Acupuncture is effective for the treatment for the chronic pain and therefore a reasonable referral option. Significant difference between true acupuncture and sham acupuncture indicate that acupuncture is more than a placebo. However, these difference are relatively modest, suggesting that factors in addition to the specific effects of needling are important contributors to the therapeutic effects of acupuncture. We find this article very interesting, click here to READ FULL ARTICLE
by Qineng Tan, L.Ac., PhD., O.M.D.
A sprained ankle is one of the most common injuries. It can happen to kids and adults of all ages. It can happen when you’re actively playing a sport, or just walking around in your own home.
A sprain can be one of three severity levels:
A minor sprain can occur when you are just walking. The ankle turns in sharply, causing the muscles and ligaments to pull and tear slightly.
A moderate sprain might happen when running, or because of a fall. In this case, the ankle is twisted further in, causing a partial tear of the ligament.
A severe sprain happens because of significant impact—such as a fall at great speed or from a height, or a fall compounded by someone’s else weight, such as might happen while playing a sport like football, soccer or baseball. In this case, the ligament might be torn completely. In very severe cases, it may also cause some fracturing of the ankle and/or even dislocation.
The ankle is a wonder of design; it is a very stable joint that not only carries your body weight, but withstands a lot of pressure and impact when you run and jump. It is really made up of two joints; the true ankle joint is formed by the meeting of three bones–the tibia, fibia and talus—and works like a hinge to create the up and down movement of the ankle. The subtalar joint is formed by the talus and the calcaenus, and allows for the side-to-side motion of the ankle. Ligaments are the soft tissues that connect bones to bones, while tendons are the soft tissues that connect muscles to bones; both are made up of small fibers of collagen. Cartilage is the tough yet soft, slippery tissue that creates cushioning and slip between the bones. A sprained ankle can result in torn tissues in the muscles, tendons or ligaments, damage the cartilage, and in severe cases, may involve fractures in the bones.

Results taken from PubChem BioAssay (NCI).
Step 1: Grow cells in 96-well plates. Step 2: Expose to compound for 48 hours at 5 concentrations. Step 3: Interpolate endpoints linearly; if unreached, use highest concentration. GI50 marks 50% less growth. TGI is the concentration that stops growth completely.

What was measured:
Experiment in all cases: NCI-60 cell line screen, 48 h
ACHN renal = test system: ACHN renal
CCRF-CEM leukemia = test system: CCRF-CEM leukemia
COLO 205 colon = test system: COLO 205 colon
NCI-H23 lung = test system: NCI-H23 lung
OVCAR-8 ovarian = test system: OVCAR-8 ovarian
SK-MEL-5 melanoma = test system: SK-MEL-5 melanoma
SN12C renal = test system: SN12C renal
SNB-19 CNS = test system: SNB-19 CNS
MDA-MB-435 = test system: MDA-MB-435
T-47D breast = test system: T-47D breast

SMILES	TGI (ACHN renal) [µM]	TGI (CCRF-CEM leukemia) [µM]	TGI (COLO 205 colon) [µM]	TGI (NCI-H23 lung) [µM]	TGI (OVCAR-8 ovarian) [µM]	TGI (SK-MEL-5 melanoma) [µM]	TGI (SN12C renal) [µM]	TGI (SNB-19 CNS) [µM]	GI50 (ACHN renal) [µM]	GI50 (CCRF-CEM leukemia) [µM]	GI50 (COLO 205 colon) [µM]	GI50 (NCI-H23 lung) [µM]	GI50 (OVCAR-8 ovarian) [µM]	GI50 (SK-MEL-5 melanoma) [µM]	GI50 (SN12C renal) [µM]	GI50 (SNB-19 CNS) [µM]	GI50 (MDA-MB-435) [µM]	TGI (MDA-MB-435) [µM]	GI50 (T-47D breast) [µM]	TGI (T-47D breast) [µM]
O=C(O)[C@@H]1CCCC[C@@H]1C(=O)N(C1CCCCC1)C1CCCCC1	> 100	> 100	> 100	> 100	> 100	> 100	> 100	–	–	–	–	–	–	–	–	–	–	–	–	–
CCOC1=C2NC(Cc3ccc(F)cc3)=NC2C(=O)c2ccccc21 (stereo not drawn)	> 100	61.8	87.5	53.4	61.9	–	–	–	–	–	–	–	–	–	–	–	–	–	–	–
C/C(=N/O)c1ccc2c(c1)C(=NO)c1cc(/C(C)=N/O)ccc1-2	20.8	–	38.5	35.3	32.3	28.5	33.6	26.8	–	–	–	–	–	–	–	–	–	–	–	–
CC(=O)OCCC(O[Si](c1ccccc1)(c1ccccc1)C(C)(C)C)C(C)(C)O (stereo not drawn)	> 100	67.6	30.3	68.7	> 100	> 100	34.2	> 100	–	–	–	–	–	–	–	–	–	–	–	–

The pathology of a sprain begins in the acute stage—the first 1-2 days–with internal bleeding at the injury site. Fluid builds up in the tissues of the joint, which leads to swelling. After a few days, the active bleeding stops and inflammation begins to exert pressure around the area, compressing the blood vessels and slowing down the flow of fresh blood. This results in blood stagnation.
When blood has built up in the joint and stopped moving freely, it has a negative effect on the healing process. Incomplete healing can mean that the ankle loses some of both its stability and flexibility. The tendons and ligaments can become fragile, which means the joint is now more susceptible to re-injury.
For immediate home care of a sprain, follow the Universal Rule of RICE. (see box below) Do not massage the area during the first week of recovery. After that, gentle self-massage between the knee and ankle, focusing on releasing tightness in the shin and calf, is best. Don’t walk or put any weight on the foot for 3-7 days, depending on the severity of the injury. When you are ready to being exercising the ankle, begin with gentle, non-weight-bearing movements.
A good exercise to try is the “A to Z Exercise”:
Lift the injured leg, or cross it over the other leg so the ankle and foot can move freely. Using the big toe as the point of your “pencil,” draw the letters of the alphabet in the air, using at first very small, circular movements of the ankle joint. Gradually, work up to making the letters larger.
After 2-3 weeks, you may be ready begin engaging in activities that increase the range of motion, yet still keep most of your weight off the ankle, doing exercises such as pedaling a bike, swimming, or walking through water.
Gradually, after 4-5 weeks, you will be able to resume walking on a flat surface.
It is good to see your acupuncturist as soon as possible after spraining an ankle. The treatment will focus on stopping the internal bleeding and reducing the swelling of the joint. Minimizing inflammation and maximizing the constant circulation of blood will speed healing and help to ensure that the injury does not become a chronic one.
Do you ever feel your life’s a ride that won’t ever stop? How many nights do you wait for Mr. Sandman to magically appear? How often do you truly take time for yourself? Do you have aches and pains almost daily? Are over-the-counter or prescription medications controlling your life? When was the last time you actually felt at peace? If any of these questions resonate with you, then it might be time to look at Traditional Chinese Medicine and acupuncture for an answer. People in Asian countries have known the magnificence of acupuncture for thousands of years. Traditional Chinese Medicine is growing in popularity in the United States and here are some reasons why you might want to consider utilizing it also. continue reading